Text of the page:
Tuesday, January 25, 2011

Poem for Tuesday and Outdoor Brookside

By Madison Cawein

The old house leans upon a tree
  Like some old man upon a staff:
The night wind in its ancient porch
  Sounds like a hollow laugh.

The heaven is wrapped in flying clouds,
  As grandeur cloaks itself in gray:
The starlight flitting in and out,
  Glints like a lanthorn ray.

The dark is full of whispers. Now
  A fox-hound howls: and through the night,
Like some old ghost from out its grave,
  The moon comes, misty white.


My kids had no school on Monday so teachers could grade midterms and finish semester reports. I took older son to robotics in the morning and had younger son come with me so we could stop at Barnes & Noble, though we ended up ordering the photography book he wanted because it was much cheaper online. Then we went to Bagel City, where we got both sweet (walnut raisin, blueberry) and salty (veggie) spreads and a baker's dozen bagels to bring home. House on Haunted Hill was on cable, and since the copy currently on my shelf belongs to Dementordelta, I recorded it so I'd have my own copy and naturally I had to watch it to make sure it came out all right -- I really dislike horror movies, so I was really hoping that this one would at least have a four-way involving Ali Larter, Taye Diggs, Famke Janssen and Geoffrey Rush (I said so on Facebook and several people agreed with me) -- but sadly it was too much horror, too little sex.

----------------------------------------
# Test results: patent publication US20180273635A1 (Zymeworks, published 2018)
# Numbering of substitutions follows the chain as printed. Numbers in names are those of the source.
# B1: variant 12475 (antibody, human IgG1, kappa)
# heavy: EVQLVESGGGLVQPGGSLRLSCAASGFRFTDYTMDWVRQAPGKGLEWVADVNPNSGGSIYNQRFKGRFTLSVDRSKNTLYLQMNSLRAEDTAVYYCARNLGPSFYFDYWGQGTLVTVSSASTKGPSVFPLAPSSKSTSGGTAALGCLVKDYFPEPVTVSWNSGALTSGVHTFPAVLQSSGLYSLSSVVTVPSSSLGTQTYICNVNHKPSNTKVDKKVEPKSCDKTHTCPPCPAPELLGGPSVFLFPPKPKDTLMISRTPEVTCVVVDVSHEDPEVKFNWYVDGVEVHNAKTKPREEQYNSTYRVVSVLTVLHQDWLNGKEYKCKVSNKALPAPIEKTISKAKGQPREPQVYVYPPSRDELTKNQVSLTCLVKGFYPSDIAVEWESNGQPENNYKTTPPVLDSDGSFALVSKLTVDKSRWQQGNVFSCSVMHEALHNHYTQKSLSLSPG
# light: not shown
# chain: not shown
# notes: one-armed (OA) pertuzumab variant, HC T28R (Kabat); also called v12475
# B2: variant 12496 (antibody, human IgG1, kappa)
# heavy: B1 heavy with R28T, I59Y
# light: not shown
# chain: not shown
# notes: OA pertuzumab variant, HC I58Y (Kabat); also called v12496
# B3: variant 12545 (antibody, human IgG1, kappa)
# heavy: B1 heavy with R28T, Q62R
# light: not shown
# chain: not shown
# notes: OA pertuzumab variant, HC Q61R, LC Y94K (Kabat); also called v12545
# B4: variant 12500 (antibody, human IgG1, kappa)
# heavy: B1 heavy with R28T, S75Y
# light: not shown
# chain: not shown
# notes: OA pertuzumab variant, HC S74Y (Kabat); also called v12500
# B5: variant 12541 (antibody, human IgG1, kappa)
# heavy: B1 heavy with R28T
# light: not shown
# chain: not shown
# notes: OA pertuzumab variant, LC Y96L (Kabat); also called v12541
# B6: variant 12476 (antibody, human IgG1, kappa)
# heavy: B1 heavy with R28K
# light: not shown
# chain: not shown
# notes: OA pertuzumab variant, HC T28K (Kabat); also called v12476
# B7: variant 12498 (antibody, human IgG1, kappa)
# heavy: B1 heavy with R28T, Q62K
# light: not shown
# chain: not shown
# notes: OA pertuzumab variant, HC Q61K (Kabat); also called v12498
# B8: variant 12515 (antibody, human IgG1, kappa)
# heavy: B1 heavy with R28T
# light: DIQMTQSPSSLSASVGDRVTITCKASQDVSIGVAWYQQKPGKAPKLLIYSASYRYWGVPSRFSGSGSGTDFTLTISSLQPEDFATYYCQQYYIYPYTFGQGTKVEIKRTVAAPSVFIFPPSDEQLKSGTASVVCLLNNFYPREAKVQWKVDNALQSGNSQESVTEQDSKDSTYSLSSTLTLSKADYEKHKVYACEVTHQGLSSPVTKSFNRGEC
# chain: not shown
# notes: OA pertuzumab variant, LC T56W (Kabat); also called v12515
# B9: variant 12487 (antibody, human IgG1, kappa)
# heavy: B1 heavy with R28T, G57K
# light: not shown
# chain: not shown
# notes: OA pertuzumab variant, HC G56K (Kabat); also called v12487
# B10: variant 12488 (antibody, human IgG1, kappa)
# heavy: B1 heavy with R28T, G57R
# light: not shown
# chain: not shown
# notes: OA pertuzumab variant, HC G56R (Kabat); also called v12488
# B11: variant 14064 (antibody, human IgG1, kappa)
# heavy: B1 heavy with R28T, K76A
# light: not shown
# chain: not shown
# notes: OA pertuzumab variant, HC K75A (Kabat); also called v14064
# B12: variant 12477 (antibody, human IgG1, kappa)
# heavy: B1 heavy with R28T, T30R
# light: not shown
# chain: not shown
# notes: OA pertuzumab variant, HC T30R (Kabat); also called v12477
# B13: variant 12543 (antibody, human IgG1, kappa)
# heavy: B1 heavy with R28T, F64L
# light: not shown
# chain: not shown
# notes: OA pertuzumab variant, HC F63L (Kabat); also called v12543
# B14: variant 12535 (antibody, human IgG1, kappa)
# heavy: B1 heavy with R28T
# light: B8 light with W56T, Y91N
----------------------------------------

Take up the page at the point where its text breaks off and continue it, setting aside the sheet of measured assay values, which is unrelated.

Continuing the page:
Paul had gone in to work early, so he left early to pick up older son from robotics, sparing me the Beltway on a day when it had to be closed in Prince George's County because of a massive water main break (apparently the traffic wasn't any worse in my own county than usual, but I really wasn't looking forward to finding out). He decided that we should have peanut soup for dinner -- one of my favorite things -- and we spent the evening watching Monty Python episodes before Harry's Law, which has courtroom scenes that are even more unrealistic than Boston Legal's and I couldn't care less, since I like Kathy Bates and I want to live in the America that exists only in David E. Kelley's head. Here are some photos from wintery Brookside Gardens on Sunday, where the holiday lights haven't yet been taken down:

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